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A draft plan for downtown Rochester BID not likely until May 2023 or later

A skyline view of Rochester
Max Schulte
Downtown Rochester skyline view.

The first draft of a downtown Business Improvement District plan could be ready as early as next May.

That’s according to a tentative — and admittedly optimistic — timeline set out by supporters.

"I think this is the shortest amount of time it could take. And it is likely that it will take longer," said Galin Brooks, executive director for the Rochester Downtown Partnership, which is spearheading the effort.

When City Council members voted last month to proceed with planning for a downtown Business Improvement District, or BID, they emphasized it would be a lengthy process. Under a BID, property owners agree to tax themselves to pay for additional or expanded services like beautification, security or special events.

The newly released timeline begins to put some detail to how that process will unfold, eying implementation in July 2024.

Most immediately, the focus will be on research.

An initial community survey will be released later this month. The first community meeting should be held in the coming weeks.

"And the thing we'll focus on initially is really, the sense of downtown and people's sense of downtown," Brooks said. "What is working and not working, where the room for improvement is, what the competitive advantages are."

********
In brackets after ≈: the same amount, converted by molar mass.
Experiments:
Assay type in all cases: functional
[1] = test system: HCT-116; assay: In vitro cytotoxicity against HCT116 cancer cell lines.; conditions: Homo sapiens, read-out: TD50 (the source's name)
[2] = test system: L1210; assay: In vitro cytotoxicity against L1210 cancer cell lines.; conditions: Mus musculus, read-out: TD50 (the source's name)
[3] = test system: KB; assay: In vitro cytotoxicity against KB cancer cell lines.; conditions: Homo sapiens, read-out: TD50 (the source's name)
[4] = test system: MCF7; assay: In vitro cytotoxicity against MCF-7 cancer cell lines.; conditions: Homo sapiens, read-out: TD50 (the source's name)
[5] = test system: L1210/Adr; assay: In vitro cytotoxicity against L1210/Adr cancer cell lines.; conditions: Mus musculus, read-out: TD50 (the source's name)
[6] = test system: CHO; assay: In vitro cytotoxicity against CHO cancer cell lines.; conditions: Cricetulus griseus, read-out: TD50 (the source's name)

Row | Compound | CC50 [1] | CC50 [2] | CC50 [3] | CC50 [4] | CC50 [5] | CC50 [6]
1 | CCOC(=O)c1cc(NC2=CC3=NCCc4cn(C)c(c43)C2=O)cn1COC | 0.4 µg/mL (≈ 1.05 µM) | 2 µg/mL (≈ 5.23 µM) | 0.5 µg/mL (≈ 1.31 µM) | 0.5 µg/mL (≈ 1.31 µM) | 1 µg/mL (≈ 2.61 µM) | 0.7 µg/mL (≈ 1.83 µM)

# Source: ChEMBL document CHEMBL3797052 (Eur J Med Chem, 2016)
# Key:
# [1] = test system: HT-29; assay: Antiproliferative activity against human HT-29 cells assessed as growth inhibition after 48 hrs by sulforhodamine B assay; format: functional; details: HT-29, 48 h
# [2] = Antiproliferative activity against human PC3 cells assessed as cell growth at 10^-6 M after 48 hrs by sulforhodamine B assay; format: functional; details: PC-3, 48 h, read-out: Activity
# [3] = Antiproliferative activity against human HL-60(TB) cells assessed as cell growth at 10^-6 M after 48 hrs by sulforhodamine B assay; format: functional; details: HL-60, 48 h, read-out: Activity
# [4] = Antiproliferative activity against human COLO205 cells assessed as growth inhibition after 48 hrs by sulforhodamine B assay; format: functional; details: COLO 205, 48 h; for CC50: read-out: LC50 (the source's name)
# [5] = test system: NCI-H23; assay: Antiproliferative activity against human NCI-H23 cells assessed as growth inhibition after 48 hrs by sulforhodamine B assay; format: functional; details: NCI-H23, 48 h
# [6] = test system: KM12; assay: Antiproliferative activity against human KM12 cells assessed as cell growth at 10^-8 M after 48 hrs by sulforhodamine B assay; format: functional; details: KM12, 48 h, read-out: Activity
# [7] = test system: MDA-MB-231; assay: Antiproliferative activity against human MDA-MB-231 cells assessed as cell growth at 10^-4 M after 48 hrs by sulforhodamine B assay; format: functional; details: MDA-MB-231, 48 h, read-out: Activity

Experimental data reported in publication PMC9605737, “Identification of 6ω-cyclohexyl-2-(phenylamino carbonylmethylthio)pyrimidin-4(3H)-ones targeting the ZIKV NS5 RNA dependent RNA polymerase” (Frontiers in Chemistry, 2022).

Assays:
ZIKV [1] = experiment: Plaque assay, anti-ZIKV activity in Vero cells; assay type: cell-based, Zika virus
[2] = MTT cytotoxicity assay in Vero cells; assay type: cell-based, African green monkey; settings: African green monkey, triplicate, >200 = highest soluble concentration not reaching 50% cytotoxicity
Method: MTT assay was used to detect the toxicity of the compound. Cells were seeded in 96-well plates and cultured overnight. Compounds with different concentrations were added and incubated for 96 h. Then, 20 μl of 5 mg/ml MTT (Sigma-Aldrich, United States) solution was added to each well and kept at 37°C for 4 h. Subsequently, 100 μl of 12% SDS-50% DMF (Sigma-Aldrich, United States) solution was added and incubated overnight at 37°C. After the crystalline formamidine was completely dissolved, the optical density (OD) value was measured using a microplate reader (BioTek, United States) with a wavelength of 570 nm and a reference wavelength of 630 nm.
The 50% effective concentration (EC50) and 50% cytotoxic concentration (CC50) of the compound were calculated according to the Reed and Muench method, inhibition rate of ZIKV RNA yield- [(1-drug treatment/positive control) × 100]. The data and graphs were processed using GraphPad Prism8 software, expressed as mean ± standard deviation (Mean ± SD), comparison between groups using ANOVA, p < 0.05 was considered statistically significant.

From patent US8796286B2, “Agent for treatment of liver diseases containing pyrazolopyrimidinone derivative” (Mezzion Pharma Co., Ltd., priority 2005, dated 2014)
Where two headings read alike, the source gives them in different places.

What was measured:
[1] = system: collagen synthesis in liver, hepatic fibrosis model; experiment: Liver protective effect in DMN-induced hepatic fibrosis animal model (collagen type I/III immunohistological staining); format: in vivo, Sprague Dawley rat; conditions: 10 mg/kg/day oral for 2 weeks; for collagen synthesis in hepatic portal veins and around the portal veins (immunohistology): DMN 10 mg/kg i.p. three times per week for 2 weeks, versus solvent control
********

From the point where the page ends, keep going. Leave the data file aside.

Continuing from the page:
Discussion of possible services, district boundaries and models is expected to begin in November.

There will be more study, more meetings, and another survey over the winter months. The legislative process could begin next fall, bringing the matter back before City Council multiple times for further approvals.

Critics have questioned the transparency and accountability of a BID, raising fears of privatizing services and further gentrification.

"I want to ensure that we have a process that's really rich and robust and exhaustive in terms of getting people's feedback," Brooks said.

Brian Sharp is WXXI's business and development reporter. He has been covering Rochester since 2005, working most of that time as an investigative reporter with the Democrat and Chronicle. His journalism career spans nearly three decades.